Pebbles and crushed stones are excellent low-humidity mulches for succulents and a good way to stabilise pots in windy areas. Pebble paths allow essential drainage through but will need regular maintenance to stop them filling with dirt and leaves. Larger pebbles roll underfoot, making them very hard to walk on, so include flagstones as stepping stones.

Pebble mosaics and paving inlays feature the full range of pebble colours, including pristine white, green, red, gold, brown and jet black. Some darker pebbles come with a wax coating to give them a very shiny, wet look, but be aware this will rapidly wear off outside. Make sure that the pebbles you buy are from a renewable resource, such as rumbled rock waste, or have been collected under licence.

Stone sculpture can have a particularly earthy, almost primeval feeling about it, with a texture that is hard to resist. Australian animals and plants evolve from beautiful natural sandstone pieces carved by Ishi Buki as well as the birdbaths created by Kooper Tasmania, and many artists such as Richard Kloester, Jenny Whiteside, Jeffrey Frith and Roger Apte explore the softer, smoother feel and creamy colours of limestone. Antone Bruinsma works with Helidon sandstone in southeast Queensland, creating sinuous pieces on display at his Cedar Creek sculpture park.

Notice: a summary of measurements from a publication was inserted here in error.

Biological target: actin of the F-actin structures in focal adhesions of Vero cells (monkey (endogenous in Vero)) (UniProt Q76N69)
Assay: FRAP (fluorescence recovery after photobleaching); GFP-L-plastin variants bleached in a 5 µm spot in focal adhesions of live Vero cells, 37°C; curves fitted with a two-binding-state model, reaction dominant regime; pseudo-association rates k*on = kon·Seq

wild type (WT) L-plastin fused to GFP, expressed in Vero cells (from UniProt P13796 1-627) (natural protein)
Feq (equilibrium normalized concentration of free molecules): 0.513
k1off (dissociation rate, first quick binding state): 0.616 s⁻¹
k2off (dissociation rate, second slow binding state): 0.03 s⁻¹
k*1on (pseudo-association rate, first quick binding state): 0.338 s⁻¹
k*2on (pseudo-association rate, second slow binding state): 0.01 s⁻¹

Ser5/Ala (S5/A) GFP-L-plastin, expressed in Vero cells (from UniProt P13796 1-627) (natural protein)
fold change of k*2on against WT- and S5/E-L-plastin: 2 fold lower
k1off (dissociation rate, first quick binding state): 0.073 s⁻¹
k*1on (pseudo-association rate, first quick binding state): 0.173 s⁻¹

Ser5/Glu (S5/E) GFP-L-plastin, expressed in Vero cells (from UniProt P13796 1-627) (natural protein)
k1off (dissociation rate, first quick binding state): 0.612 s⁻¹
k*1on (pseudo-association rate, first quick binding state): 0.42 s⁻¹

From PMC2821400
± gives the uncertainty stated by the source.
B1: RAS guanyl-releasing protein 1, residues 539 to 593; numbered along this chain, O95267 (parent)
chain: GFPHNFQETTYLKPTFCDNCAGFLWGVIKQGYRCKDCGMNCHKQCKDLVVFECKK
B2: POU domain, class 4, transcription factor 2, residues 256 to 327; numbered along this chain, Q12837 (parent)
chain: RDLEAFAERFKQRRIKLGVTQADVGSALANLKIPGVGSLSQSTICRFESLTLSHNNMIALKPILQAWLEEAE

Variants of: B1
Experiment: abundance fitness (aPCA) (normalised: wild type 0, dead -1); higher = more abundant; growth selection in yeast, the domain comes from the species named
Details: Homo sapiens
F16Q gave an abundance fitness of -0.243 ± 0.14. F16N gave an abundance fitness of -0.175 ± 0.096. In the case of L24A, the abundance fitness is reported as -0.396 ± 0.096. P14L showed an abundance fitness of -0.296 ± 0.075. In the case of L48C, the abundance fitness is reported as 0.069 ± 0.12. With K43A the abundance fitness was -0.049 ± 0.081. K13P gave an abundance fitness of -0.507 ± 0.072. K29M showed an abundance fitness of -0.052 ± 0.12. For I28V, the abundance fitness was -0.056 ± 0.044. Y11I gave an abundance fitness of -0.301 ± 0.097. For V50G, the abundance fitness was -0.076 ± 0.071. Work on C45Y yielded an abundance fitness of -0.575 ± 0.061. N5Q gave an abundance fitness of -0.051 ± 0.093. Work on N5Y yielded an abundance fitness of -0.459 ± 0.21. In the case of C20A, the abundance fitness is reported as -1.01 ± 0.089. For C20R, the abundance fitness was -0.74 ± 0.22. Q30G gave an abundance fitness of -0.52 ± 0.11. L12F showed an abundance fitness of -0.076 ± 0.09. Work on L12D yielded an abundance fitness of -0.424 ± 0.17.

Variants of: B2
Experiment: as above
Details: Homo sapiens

Position free-standing sculpture nestled within the garden for best display, incorporate a carved wall plaque into an outdoor room or use a simple hollowed-out piece of beautiful stone filled with water as a natural birdbath.

Choosing the right stone
When deciding which stone is best for your needs, look at its specific characteristics:
• Hardness determines how hard wearing it is to scratching and erosion. Marble can scratch quite easily, while quartzite and granite are much more hard-wearing stones for heavy-duty areas.
• Density describes both its weight and how • much the stone will absorb water. More porous stones such as sandstone and travertine can fill with salty pool water, which expands as it crystallises, causing fretting and flaking.
• Chemical composition, as stone can react • with alkaline and acidic cleansers or even fruit juices. Stones with high levels of calcium such as limestone, marble and travertine can be badly damaged by acidic liquids.